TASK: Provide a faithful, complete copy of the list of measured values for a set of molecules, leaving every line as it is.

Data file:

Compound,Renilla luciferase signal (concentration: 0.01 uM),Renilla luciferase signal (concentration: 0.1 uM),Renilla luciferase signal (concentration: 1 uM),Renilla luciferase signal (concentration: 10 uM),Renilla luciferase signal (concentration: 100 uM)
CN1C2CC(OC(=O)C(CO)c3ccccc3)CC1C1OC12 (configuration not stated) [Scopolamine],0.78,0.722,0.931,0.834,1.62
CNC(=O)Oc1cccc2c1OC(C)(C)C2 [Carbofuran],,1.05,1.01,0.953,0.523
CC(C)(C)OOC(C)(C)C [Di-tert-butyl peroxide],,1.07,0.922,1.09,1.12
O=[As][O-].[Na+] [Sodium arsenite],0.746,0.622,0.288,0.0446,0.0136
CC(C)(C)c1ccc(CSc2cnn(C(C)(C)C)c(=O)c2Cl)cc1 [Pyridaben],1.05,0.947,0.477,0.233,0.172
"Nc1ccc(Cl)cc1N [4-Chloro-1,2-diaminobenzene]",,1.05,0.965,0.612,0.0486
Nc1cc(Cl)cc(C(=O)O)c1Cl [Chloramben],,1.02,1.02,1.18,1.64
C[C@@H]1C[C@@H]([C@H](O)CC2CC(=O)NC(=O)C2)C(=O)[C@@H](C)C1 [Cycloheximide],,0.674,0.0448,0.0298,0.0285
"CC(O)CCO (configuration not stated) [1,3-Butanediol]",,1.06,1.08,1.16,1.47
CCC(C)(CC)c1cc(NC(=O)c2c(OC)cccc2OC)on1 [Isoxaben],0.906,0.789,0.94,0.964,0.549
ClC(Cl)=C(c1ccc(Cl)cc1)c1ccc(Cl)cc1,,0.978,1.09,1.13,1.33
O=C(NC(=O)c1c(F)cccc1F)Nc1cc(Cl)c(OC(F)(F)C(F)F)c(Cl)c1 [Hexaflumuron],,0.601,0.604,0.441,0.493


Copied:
Compound,Renilla luciferase signal (concentration: 0.01 uM),Renilla luciferase signal (concentration: 0.1 uM),Renilla luciferase signal (concentration: 1 uM),Renilla luciferase signal (concentration: 10 uM),Renilla luciferase signal (concentration: 100 uM)
CN1C2CC(OC(=O)C(CO)c3ccccc3)CC1C1OC12 (configuration not stated) [Scopolamine],0.78,0.722,0.931,0.834,1.62
CNC(=O)Oc1cccc2c1OC(C)(C)C2 [Carbofuran],,1.05,1.01,0.953,0.523
CC(C)(C)OOC(C)(C)C [Di-tert-butyl peroxide],,1.07,0.922,1.09,1.12
O=[As][O-].[Na+] [Sodium arsenite],0.746,0.622,0.288,0.0446,0.0136
CC(C)(C)c1ccc(CSc2cnn(C(C)(C)C)c(=O)c2Cl)cc1 [Pyridaben],1.05,0.947,0.477,0.233,0.172
"Nc1ccc(Cl)cc1N [4-Chloro-1,2-diaminobenzene]",,1.05,0.965,0.612,0.0486
Nc1cc(Cl)cc(C(=O)O)c1Cl [Chloramben],,1.02,1.02,1.18,1.64
C[C@@H]1C[C@@H]([C@H](O)CC2CC(=O)NC(=O)C2)C(=O)[C@@H](C)C1 [Cycloheximide],,0.674,0.0448,0.0298,0.0285
"CC(O)CCO (configuration not stated) [1,3-Butanediol]",,1.06,1.08,1.16,1.47
CCC(C)(CC)c1cc(NC(=O)c2c(OC)cccc2OC)on1 [Isoxaben],0.906,0.789,0.94,0.964,0.549
ClC(Cl)=C(c1ccc(Cl)cc1)c1ccc(Cl)cc1,,0.978,1.09,1.13,1.33
O=C(NC(=O)c1c(F)cccc1F)Nc1cc(Cl)c(OC(F)(F)C(F)F)c(Cl)c1 [Hexaflumuron],,0.601,0.604,0.441,0.493